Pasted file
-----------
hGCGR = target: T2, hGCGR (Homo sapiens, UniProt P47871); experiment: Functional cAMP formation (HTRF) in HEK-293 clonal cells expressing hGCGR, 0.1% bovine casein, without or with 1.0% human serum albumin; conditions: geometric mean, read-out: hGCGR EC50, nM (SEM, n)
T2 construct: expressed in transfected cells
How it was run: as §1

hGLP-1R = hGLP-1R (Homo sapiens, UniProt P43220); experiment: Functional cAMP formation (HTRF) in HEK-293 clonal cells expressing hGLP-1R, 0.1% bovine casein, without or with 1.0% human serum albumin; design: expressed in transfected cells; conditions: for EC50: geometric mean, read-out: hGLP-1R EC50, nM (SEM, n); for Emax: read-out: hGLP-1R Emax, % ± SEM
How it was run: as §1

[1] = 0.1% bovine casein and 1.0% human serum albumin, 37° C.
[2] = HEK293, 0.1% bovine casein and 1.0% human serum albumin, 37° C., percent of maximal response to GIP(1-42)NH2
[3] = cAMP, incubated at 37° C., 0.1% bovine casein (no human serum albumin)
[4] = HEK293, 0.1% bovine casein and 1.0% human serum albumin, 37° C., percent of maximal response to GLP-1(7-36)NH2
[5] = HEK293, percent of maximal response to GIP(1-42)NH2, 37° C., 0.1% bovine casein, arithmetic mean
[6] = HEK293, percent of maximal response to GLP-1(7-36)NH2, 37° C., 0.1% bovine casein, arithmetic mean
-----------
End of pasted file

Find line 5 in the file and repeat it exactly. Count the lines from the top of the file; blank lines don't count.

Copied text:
How it was run: as §1